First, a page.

BCG GROWTH - SHARE MATRIX
Cash cows - more money than needed for maintaining market share - Declining stage of life cycle Cash milked from for investment in ? Higher profit Dogs - Weak market share, low growth market cash trap of the company Identify Issues - current position & future position without change in the strategy Goal - Maintain balanced portfolio - self sufficient in cash Limitations - Low share business may also be profitable market share - relative to one (market leader/competition) other factors that determine success

RAPID MARKET GROWTH
1. 2. 3. 4. 5. 6.

Quadrant II Market development Market penetration Product development Horizontal integration Divestiture Liquidation

1. 2. 3. 4. 5. 6. 7.

WEAK COMPETITIVE POSITION
1. 2. 3. 4. 5.

Quadrant I Market development Market penetration Product development Forward integration Backward integration Horizontal integration Concentric diversification

Quadrant III Quadrant IV Retrenchment 1. Concentric diversification Concentric diversification 2. Horizontal diversification Horizontal diversification 3. Conglomerate diversification Conglomerate diversification 4. Joint ventures Liquidation SLOW MARKET GROWTH

STRONG COMPETITIVE POSITION

PIMS
‡Profit Impact of Market Strategy (PIMS) was started at General Electric, and was later used by Strategic Planning Institute (SPI). ‡SPI uses multi dimensional cross-sectional regression studies of profitability of more than 2000 businesses. It then develops industry characteristics, Business Average Profitability, and compares it with performances in the concerned company ‡Profitability is closely linked with market share. A 10% improvement in profitability is linked with 5% improvement in Return on Investment

MCKINSEY¶S 7S FRAMEWORK
To diagnose causes of org problem & formulate program

Structure Strategy System

Superordinate Goals

Skills Staff

Style

MCKINSEY¶S 7S FRAMEWORK
Style One of the seven levers which top management can use to bring about organization Change With change of systems & procedures - style of functioning changes - Culture of organization changes Staff Update knowledge & skills to keep pace with change

MCKINSEY¶S 7S FRAMEWORK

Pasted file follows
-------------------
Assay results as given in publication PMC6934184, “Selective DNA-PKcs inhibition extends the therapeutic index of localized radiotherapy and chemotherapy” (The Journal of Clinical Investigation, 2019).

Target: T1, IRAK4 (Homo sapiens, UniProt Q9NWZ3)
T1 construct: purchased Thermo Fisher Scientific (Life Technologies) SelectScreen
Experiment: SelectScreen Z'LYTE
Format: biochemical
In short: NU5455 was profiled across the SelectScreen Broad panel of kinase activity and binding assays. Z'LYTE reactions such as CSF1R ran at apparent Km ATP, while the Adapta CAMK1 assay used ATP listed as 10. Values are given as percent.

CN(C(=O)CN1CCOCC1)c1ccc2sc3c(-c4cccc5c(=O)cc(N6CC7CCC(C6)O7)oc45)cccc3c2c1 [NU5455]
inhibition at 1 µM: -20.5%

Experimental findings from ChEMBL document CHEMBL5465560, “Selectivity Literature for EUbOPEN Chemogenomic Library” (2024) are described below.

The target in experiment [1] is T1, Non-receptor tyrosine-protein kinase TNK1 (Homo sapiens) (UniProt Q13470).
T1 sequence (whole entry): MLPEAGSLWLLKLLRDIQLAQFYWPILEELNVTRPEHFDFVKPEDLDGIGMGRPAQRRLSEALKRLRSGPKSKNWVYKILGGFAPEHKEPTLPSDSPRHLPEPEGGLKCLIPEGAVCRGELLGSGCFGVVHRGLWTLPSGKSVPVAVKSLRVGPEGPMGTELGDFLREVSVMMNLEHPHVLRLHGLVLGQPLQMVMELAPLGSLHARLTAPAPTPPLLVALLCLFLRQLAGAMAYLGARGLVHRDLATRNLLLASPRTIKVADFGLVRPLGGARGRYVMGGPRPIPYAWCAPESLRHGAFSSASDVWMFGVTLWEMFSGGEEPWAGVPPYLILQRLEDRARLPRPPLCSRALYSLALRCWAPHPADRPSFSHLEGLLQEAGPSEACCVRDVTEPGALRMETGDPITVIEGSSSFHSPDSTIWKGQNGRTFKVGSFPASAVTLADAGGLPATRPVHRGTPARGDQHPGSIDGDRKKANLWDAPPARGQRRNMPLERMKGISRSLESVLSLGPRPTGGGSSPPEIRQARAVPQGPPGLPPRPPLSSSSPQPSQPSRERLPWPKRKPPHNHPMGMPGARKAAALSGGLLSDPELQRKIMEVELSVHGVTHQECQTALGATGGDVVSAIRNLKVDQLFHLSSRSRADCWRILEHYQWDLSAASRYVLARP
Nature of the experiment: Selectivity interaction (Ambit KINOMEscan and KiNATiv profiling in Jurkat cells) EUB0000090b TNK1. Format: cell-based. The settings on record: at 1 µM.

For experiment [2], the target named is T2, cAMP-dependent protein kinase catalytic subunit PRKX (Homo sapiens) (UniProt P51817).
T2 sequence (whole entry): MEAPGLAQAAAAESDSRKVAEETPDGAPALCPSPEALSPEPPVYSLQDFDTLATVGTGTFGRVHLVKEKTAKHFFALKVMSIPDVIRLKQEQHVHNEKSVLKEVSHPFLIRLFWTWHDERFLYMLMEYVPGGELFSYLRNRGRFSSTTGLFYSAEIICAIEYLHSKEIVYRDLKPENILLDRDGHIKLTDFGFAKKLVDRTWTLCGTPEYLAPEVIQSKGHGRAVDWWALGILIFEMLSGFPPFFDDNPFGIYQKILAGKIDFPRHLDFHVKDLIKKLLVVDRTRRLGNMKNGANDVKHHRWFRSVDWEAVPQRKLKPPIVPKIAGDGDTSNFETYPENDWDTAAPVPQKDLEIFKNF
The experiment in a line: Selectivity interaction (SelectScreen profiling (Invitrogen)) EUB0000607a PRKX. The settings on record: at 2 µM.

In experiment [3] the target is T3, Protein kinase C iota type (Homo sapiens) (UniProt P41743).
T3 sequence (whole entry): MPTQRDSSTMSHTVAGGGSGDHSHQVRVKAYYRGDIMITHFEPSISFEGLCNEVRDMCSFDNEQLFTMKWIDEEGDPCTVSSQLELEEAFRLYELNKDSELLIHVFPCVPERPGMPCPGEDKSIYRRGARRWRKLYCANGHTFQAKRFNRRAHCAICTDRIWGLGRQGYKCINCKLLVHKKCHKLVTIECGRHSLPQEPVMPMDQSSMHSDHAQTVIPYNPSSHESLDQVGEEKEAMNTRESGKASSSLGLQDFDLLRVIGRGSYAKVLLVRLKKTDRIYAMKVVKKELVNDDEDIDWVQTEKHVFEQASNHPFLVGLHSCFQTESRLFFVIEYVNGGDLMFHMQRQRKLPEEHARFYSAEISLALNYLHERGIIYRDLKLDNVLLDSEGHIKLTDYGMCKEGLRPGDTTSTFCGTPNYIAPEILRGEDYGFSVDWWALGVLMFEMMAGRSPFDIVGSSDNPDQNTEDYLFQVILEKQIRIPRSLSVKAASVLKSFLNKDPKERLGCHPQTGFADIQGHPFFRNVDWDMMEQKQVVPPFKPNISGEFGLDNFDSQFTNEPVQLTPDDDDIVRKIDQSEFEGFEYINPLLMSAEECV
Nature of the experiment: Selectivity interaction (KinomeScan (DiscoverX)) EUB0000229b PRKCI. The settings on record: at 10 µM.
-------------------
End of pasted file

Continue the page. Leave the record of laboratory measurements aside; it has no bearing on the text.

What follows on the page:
Strategy Includes purpose, mission, objectives, goal, action plans & policies 7S model emphasize - Development easy ± execution Systems Procedures & methods framed by organization & followed by operational personnel in the respective functional area Traditional systems Change in view of advanced technology & processes developed

MCKINSEY¶S 7S FRAMEWORK
Structure relationship between/among various positions and activities Design of structure - critical task for top mgmt. Need based structural changes - to cope with specific strategic tasks without abandoning basic structural divisions throughout the organizations Skills Acquainted with state of the art technology & improvised methods & practices

MCKINSEY¶S 7S FRAMEWORK - SKILLS
Procter & Gamble - Best known - Skills in product management ‡ Hindustan Lever & Richardson Hindustan Marketing skills ‡ BHEL, TELCO, L&T - Engineering skills ‡ DCL, Mecon & M.N. Dastur & Company - project consulting skills ‡ Dominant Skill in an organization - Part of organization acquired through continuous effort Organization change - acquire & develop new skills

MCKINSEY¶S 7S FRAMEWORK
Superordinate Goals Fundamental ideas of business Main values Broad notions of future directions

MCKINSEY¶S FRAMEWORK
³A set of values and aspirations that goes beyond the conventional formal statement of corporate objectives. All targets and attention of all activities and exercise of the other six levers of any organization should be directed towards accomplishment of the best possible goals´ - the ultimate & terminal point - where organization will have to reach Effective organizational change - May be understood as a complex relationship between 7Ss.

KEY FACTOR RATING METHOD
Internal factors weight rating weighted score Strengths Quality .20 4 5 1 2 .80 .50 .05 .10 Comments

Top management .10 Process engg Employee skills .05 .05

Important to success of products Generally well versed with the local conditions Lack of innovative thinking engineers Has to improve multi cultural skilled work force

Cont«. Internal factors weight rating weighted score Weaknesses R&D Acquisition of Capital Retailing .10 .10 4 4 .40 .40 Comments

.15

3 1 2

.45 .05 .20

Advertising .05 Time to market .10

Improve the quality of its R&D work force Must improve negotiating skills with financial institutions« Improve retailing infrastructure Improve brand image Improve speed of decision making

Total

1.00

3.15